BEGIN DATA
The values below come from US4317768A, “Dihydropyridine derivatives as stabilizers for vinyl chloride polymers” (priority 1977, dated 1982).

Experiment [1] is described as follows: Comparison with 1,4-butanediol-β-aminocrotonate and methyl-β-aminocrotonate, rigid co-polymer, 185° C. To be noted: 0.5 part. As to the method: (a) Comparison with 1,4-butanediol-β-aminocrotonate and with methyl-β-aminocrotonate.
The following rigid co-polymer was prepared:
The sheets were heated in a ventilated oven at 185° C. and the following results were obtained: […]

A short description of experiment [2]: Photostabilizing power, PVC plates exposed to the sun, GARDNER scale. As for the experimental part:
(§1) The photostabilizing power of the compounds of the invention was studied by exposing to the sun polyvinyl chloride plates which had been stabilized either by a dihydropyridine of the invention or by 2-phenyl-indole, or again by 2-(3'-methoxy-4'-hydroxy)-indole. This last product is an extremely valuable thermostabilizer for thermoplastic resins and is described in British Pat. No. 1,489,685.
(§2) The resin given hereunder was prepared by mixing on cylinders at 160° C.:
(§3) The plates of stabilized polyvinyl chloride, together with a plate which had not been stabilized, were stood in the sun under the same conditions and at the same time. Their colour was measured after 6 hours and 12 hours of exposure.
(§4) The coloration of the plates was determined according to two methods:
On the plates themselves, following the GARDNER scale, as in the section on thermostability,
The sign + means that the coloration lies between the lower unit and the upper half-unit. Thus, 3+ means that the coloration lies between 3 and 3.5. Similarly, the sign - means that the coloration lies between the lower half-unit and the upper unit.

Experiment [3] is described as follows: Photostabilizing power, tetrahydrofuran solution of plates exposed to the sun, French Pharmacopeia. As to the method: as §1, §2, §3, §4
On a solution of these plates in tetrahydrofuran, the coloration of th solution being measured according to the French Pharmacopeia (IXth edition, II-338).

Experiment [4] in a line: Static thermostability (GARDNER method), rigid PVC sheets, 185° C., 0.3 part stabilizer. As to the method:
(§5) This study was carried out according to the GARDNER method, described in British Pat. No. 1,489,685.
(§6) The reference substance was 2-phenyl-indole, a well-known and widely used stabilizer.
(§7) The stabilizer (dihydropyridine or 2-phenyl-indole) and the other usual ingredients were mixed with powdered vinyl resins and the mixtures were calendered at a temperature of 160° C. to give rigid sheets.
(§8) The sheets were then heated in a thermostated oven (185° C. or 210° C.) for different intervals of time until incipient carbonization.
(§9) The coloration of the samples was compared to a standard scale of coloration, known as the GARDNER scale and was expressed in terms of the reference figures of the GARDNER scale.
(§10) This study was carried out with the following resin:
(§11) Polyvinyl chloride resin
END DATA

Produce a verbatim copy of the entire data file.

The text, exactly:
The values below come from US4317768A, “Dihydropyridine derivatives as stabilizers for vinyl chloride polymers” (priority 1977, dated 1982).

Experiment [1] is described as follows: Comparison with 1,4-butanediol-β-aminocrotonate and methyl-β-aminocrotonate, rigid co-polymer, 185° C. To be noted: 0.5 part. As to the method: (a) Comparison with 1,4-butanediol-β-aminocrotonate and with methyl-β-aminocrotonate.
The following rigid co-polymer was prepared:
The sheets were heated in a ventilated oven at 185° C. and the following results were obtained: […]

A short description of experiment [2]: Photostabilizing power, PVC plates exposed to the sun, GARDNER scale. As for the experimental part:
(§1) The photostabilizing power of the compounds of the invention was studied by exposing to the sun polyvinyl chloride plates which had been stabilized either by a dihydropyridine of the invention or by 2-phenyl-indole, or again by 2-(3'-methoxy-4'-hydroxy)-indole. This last product is an extremely valuable thermostabilizer for thermoplastic resins and is described in British Pat. No. 1,489,685.
(§2) The resin given hereunder was prepared by mixing on cylinders at 160° C.:
(§3) The plates of stabilized polyvinyl chloride, together with a plate which had not been stabilized, were stood in the sun under the same conditions and at the same time. Their colour was measured after 6 hours and 12 hours of exposure.
(§4) The coloration of the plates was determined according to two methods:
On the plates themselves, following the GARDNER scale, as in the section on thermostability,
The sign + means that the coloration lies between the lower unit and the upper half-unit. Thus, 3+ means that the coloration lies between 3 and 3.5. Similarly, the sign - means that the coloration lies between the lower half-unit and the upper unit.

Experiment [3] is described as follows: Photostabilizing power, tetrahydrofuran solution of plates exposed to the sun, French Pharmacopeia. As to the method: as §1, §2, §3, §4
On a solution of these plates in tetrahydrofuran, the coloration of th solution being measured according to the French Pharmacopeia (IXth edition, II-338).

Experiment [4] in a line: Static thermostability (GARDNER method), rigid PVC sheets, 185° C., 0.3 part stabilizer. As to the method:
(§5) This study was carried out according to the GARDNER method, described in British Pat. No. 1,489,685.
(§6) The reference substance was 2-phenyl-indole, a well-known and widely used stabilizer.
(§7) The stabilizer (dihydropyridine or 2-phenyl-indole) and the other usual ingredients were mixed with powdered vinyl resins and the mixtures were calendered at a temperature of 160° C. to give rigid sheets.
(§8) The sheets were then heated in a thermostated oven (185° C. or 210° C.) for different intervals of time until incipient carbonization.
(§9) The coloration of the samples was compared to a standard scale of coloration, known as the GARDNER scale and was expressed in terms of the reference figures of the GARDNER scale.
(§10) This study was carried out with the following resin:
(§11) Polyvinyl chloride resin